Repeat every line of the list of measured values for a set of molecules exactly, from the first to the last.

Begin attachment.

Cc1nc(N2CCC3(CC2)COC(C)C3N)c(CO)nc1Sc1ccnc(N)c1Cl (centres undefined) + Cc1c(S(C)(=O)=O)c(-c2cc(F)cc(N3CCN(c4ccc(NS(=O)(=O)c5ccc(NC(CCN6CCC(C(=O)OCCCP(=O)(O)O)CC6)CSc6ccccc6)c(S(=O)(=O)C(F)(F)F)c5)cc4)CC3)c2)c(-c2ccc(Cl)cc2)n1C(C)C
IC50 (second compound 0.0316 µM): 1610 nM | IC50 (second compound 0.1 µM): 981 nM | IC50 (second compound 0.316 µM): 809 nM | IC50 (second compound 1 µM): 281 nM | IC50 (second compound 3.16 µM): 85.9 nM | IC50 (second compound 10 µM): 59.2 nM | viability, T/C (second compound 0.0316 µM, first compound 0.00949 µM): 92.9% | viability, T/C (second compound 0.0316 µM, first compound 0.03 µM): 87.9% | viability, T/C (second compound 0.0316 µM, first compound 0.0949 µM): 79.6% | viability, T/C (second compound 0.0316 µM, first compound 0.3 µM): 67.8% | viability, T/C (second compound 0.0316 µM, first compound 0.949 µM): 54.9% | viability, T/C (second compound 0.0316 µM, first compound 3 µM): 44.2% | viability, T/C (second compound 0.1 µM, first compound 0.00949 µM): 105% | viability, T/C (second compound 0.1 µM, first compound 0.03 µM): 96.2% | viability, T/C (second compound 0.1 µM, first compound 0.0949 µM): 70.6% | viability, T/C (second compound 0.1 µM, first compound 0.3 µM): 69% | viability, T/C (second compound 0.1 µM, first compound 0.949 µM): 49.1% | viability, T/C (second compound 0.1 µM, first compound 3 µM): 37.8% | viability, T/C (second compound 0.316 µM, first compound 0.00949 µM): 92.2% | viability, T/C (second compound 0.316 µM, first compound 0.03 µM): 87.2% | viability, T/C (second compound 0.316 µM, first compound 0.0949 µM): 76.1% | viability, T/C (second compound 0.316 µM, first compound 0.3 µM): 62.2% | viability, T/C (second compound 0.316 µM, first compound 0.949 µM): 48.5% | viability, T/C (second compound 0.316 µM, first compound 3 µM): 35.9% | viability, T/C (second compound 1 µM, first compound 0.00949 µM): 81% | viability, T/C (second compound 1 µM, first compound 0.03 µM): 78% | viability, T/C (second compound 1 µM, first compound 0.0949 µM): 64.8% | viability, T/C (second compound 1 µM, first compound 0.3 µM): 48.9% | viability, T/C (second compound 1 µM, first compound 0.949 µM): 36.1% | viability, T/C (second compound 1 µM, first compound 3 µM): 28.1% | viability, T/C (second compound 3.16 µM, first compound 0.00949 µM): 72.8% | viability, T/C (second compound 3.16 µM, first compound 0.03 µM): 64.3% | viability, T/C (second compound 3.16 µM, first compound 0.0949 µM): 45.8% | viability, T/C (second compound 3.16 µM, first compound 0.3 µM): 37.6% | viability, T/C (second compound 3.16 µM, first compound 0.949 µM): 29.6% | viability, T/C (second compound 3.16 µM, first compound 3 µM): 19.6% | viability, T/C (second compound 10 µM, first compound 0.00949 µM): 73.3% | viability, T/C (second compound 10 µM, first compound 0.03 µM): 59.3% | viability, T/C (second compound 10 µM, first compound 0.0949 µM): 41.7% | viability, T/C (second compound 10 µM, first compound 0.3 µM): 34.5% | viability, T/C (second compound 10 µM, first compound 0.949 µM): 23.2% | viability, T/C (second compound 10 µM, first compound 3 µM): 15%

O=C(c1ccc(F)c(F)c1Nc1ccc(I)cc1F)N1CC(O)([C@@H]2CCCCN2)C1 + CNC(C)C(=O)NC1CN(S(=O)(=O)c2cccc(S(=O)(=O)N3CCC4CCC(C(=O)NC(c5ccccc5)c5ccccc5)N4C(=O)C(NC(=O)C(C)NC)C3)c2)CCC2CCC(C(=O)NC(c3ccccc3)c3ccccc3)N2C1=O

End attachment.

Cc1nc(N2CCC3(CC2)COC(C)C3N)c(CO)nc1Sc1ccnc(N)c1Cl (centres undefined) + Cc1c(S(C)(=O)=O)c(-c2cc(F)cc(N3CCN(c4ccc(NS(=O)(=O)c5ccc(NC(CCN6CCC(C(=O)OCCCP(=O)(O)O)CC6)CSc6ccccc6)c(S(=O)(=O)C(F)(F)F)c5)cc4)CC3)c2)c(-c2ccc(Cl)cc2)n1C(C)C
IC50 (second compound 0.0316 µM): 1610 nM | IC50 (second compound 0.1 µM): 981 nM | IC50 (second compound 0.316 µM): 809 nM | IC50 (second compound 1 µM): 281 nM | IC50 (second compound 3.16 µM): 85.9 nM | IC50 (second compound 10 µM): 59.2 nM | viability, T/C (second compound 0.0316 µM, first compound 0.00949 µM): 92.9% | viability, T/C (second compound 0.0316 µM, first compound 0.03 µM): 87.9% | viability, T/C (second compound 0.0316 µM, first compound 0.0949 µM): 79.6% | viability, T/C (second compound 0.0316 µM, first compound 0.3 µM): 67.8% | viability, T/C (second compound 0.0316 µM, first compound 0.949 µM): 54.9% | viability, T/C (second compound 0.0316 µM, first compound 3 µM): 44.2% | viability, T/C (second compound 0.1 µM, first compound 0.00949 µM): 105% | viability, T/C (second compound 0.1 µM, first compound 0.03 µM): 96.2% | viability, T/C (second compound 0.1 µM, first compound 0.0949 µM): 70.6% | viability, T/C (second compound 0.1 µM, first compound 0.3 µM): 69% | viability, T/C (second compound 0.1 µM, first compound 0.949 µM): 49.1% | viability, T/C (second compound 0.1 µM, first compound 3 µM): 37.8% | viability, T/C (second compound 0.316 µM, first compound 0.00949 µM): 92.2% | viability, T/C (second compound 0.316 µM, first compound 0.03 µM): 87.2% | viability, T/C (second compound 0.316 µM, first compound 0.0949 µM): 76.1% | viability, T/C (second compound 0.316 µM, first compound 0.3 µM): 62.2% | viability, T/C (second compound 0.316 µM, first compound 0.949 µM): 48.5% | viability, T/C (second compound 0.316 µM, first compound 3 µM): 35.9% | viability, T/C (second compound 1 µM, first compound 0.00949 µM): 81% | viability, T/C (second compound 1 µM, first compound 0.03 µM): 78% | viability, T/C (second compound 1 µM, first compound 0.0949 µM): 64.8% | viability, T/C (second compound 1 µM, first compound 0.3 µM): 48.9% | viability, T/C (second compound 1 µM, first compound 0.949 µM): 36.1% | viability, T/C (second compound 1 µM, first compound 3 µM): 28.1% | viability, T/C (second compound 3.16 µM, first compound 0.00949 µM): 72.8% | viability, T/C (second compound 3.16 µM, first compound 0.03 µM): 64.3% | viability, T/C (second compound 3.16 µM, first compound 0.0949 µM): 45.8% | viability, T/C (second compound 3.16 µM, first compound 0.3 µM): 37.6% | viability, T/C (second compound 3.16 µM, first compound 0.949 µM): 29.6% | viability, T/C (second compound 3.16 µM, first compound 3 µM): 19.6% | viability, T/C (second compound 10 µM, first compound 0.00949 µM): 73.3% | viability, T/C (second compound 10 µM, first compound 0.03 µM): 59.3% | viability, T/C (second compound 10 µM, first compound 0.0949 µM): 41.7% | viability, T/C (second compound 10 µM, first compound 0.3 µM): 34.5% | viability, T/C (second compound 10 µM, first compound 0.949 µM): 23.2% | viability, T/C (second compound 10 µM, first compound 3 µM): 15%

O=C(c1ccc(F)c(F)c1Nc1ccc(I)cc1F)N1CC(O)([C@@H]2CCCCN2)C1 + CNC(C)C(=O)NC1CN(S(=O)(=O)c2cccc(S(=O)(=O)N3CCC4CCC(C(=O)NC(c5ccccc5)c5ccccc5)N4C(=O)C(NC(=O)C(C)NC)C3)c2)CCC2CCC(C(=O)NC(c3ccccc3)c3ccccc3)N2C1=O